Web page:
Your skipper had the bosun ring 8 bells and secure from the watch. All is well on your ship. Sail well, Rachel.

Rabbi R


  1. For all those who didn't get to hear the speech which I refer to at the end of this post, here it is:

    As most of you know, Rachel recently ran a “Knock Knock Give a Sock” collection drive. What you may not know is that the drive was part of a larger undertaking by Rachel to earn the Summit award, the recently created and highest award in the Venture Scout program. One of the requirements of the Summit Award called on Rachel to create a personal code of conduct.

    While it is the custom not to eulogize during the Passover holiday, I would like to share with you Rachel’s personal code of conduct as I believe, with one exception I will address at the end, it adequately captures how Rachel lived her life.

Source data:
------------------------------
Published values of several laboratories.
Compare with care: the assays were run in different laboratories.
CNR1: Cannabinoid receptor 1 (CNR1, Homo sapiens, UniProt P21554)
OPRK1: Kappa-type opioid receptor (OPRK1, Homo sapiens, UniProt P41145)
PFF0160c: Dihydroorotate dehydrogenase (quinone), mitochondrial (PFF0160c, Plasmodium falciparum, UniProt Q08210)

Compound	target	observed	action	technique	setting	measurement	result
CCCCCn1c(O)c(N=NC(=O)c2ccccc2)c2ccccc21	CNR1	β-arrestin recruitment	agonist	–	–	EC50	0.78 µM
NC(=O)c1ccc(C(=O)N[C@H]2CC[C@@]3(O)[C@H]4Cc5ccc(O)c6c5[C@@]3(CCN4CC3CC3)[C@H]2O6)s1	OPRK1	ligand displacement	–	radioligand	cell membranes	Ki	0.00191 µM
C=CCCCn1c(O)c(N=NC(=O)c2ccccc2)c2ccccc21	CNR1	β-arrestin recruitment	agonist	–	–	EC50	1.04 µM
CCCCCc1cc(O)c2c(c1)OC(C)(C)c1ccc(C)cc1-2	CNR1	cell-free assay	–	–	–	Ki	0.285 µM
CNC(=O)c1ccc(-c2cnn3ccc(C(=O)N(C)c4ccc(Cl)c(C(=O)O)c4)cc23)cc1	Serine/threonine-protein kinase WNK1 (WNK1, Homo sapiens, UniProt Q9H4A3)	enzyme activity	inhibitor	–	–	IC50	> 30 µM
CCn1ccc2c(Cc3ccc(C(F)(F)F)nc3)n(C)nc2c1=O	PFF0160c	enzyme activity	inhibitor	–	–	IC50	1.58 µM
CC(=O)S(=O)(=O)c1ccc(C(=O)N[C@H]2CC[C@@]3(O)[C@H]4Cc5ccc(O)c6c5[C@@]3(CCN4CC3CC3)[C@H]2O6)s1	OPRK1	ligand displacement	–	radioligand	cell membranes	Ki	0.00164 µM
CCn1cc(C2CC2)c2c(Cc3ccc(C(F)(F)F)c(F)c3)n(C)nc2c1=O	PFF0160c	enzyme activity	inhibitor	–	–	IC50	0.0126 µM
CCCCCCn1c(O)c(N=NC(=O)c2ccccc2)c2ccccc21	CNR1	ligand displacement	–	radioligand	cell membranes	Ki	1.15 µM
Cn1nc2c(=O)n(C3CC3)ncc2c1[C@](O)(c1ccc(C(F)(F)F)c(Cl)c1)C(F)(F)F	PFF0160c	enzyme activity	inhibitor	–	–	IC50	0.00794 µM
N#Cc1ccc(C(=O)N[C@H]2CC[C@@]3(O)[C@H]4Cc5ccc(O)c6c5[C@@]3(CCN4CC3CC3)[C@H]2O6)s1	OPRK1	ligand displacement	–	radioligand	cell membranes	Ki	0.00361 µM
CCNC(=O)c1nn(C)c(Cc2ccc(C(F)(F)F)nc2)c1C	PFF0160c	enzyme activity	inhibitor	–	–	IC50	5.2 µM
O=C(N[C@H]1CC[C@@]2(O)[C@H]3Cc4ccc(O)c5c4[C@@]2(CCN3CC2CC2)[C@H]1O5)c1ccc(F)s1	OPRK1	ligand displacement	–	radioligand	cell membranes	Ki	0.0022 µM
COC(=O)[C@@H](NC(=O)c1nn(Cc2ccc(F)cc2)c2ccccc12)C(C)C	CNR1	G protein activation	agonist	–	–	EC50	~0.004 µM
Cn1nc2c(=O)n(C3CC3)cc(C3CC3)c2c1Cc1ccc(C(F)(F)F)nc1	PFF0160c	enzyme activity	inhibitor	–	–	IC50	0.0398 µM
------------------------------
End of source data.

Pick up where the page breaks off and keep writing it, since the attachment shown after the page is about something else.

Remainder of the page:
1 – keep your friends and family close

    2 – think of others before yourself; the only time myself comes before others is when the words are listed alphabetically

    3 – always give and take warm hugs; they solve many problems

    4 – never underestimate the power of a stuffed animal

    5 – naps are good

    6 – in the face of overwhelming odds, strive to succeed; work to overcome the obstacles in the path towards your goals. Don’t just give up on the goal.

    7 – there are very few things that can’t be helped by a good friend or a good night’s sleep

    8 - when the going gets tough, the tough pick a new award and work on it

    9 - If you are wrong, apologize; don’t let pride get in the way of repairing a friendship

    10 – Never stop learning

    11 – you never know who or what could end up changing your life so be sure to meet new people and try new things all the time.

    12 – Friends are the keys to most of life’s locked doors

    13 – Stand by your beliefs even when they are the minority opinion